This is the second beta of the iPhone SDK targeting iPhone OS 2.1, including bug fixes to iPhone OS as well as an early implementation of the Apple Push Notification Service API. This API is not yet integrated with a live push server.
Apple decided not to allow background apps because they believe it would quickly bog down the phone's processor and eat away at the battery. The company's solution would be its Push Notification Service, which would send all of these applications' transmissions through an Apple server.
Through this, applications will be able to push alerts to the phone through an Apple server, which has a persistent background connection. The company didn't say when the 2.1 firmware will be released, but the push service is slated to roll out in September.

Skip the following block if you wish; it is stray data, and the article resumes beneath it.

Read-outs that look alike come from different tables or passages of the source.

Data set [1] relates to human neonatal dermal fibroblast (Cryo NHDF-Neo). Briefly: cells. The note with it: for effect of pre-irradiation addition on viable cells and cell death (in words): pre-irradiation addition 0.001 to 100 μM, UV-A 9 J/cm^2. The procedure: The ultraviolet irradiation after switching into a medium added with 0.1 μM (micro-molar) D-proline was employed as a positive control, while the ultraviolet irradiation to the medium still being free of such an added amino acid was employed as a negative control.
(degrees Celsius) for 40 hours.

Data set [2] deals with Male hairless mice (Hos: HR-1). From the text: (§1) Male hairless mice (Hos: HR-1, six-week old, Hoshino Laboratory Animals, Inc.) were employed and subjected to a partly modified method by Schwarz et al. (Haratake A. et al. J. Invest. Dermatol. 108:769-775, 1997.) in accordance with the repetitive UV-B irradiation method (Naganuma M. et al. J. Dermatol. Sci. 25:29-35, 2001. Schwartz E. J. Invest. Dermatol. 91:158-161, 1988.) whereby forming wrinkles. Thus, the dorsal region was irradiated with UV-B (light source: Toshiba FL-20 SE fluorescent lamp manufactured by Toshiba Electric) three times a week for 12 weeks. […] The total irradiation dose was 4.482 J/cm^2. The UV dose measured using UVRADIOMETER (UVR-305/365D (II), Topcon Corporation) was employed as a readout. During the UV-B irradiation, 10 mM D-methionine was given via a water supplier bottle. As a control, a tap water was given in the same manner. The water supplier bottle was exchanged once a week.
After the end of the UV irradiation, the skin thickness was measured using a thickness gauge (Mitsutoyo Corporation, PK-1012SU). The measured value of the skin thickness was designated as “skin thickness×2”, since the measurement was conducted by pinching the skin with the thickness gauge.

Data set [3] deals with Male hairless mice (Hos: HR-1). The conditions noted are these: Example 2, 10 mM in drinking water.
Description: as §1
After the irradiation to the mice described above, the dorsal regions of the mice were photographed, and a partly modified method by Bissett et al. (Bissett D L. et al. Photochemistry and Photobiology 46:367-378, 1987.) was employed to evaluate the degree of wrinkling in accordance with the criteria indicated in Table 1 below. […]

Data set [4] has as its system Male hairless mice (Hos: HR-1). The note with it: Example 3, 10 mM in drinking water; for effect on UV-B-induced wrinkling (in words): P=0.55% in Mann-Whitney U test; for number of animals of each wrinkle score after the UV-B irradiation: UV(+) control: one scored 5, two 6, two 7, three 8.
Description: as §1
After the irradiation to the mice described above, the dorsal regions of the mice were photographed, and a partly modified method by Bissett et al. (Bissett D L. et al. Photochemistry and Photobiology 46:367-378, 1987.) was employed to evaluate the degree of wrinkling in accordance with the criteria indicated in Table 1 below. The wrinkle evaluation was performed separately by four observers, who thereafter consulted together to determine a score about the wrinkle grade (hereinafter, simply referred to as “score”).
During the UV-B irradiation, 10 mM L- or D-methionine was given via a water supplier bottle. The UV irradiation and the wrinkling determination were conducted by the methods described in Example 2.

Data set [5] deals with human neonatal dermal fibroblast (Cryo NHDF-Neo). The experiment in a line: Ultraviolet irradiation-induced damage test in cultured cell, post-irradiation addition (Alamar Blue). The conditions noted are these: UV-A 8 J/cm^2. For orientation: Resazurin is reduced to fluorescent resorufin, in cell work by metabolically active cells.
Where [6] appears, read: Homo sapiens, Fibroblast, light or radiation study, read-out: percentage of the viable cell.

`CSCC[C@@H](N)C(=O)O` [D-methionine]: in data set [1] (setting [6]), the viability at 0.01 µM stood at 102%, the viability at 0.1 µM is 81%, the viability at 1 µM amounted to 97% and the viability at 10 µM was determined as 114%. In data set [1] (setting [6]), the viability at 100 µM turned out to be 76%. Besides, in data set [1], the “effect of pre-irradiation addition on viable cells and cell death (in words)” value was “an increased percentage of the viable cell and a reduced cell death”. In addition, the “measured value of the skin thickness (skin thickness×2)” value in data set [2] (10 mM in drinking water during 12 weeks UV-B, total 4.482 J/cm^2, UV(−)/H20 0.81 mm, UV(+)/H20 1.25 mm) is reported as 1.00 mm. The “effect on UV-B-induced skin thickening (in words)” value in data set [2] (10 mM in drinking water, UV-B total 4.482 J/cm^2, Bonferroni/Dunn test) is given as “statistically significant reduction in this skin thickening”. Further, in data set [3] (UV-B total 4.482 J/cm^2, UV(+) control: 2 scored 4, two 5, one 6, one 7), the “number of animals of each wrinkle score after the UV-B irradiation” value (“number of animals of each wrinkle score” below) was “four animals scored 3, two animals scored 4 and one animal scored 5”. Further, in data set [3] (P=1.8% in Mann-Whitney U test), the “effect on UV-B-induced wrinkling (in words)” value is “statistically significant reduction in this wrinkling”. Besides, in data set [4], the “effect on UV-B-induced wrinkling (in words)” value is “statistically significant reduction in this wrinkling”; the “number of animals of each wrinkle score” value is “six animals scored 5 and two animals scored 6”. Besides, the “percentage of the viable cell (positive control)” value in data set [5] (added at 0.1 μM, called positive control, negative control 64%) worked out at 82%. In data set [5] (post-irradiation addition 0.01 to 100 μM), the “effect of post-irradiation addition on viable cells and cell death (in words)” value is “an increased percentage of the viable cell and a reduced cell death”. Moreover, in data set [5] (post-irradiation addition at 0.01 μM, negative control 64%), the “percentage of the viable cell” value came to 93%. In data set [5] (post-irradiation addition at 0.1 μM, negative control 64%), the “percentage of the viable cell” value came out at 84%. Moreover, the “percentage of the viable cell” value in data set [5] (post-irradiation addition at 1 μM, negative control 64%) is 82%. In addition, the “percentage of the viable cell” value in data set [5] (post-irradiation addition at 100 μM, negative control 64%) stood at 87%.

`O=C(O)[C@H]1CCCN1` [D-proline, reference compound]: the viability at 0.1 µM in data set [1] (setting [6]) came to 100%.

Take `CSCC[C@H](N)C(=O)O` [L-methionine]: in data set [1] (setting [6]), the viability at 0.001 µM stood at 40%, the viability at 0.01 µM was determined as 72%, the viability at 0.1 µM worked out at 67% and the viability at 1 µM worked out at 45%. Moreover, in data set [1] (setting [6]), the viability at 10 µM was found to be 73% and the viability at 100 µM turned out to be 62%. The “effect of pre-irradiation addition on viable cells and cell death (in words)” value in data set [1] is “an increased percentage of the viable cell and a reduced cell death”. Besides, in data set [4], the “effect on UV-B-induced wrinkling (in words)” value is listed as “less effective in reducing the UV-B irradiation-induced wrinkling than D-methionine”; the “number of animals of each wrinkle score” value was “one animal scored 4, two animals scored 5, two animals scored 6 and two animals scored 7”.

Apple has a decent argument -- as multiple running apps can make many smartphones nearly unusable -- and this is an elegant solution. But you still have to miss a true background instant messaging or streaming radio application. I liked Alexander Wolfe's suggestion of issuing certifications for certain apps to run in the background.
More than that, I wish Apple could trust and empower iPhone users and developers by giving up just a bit of control. Of course, it wouldn't be Apple if it did.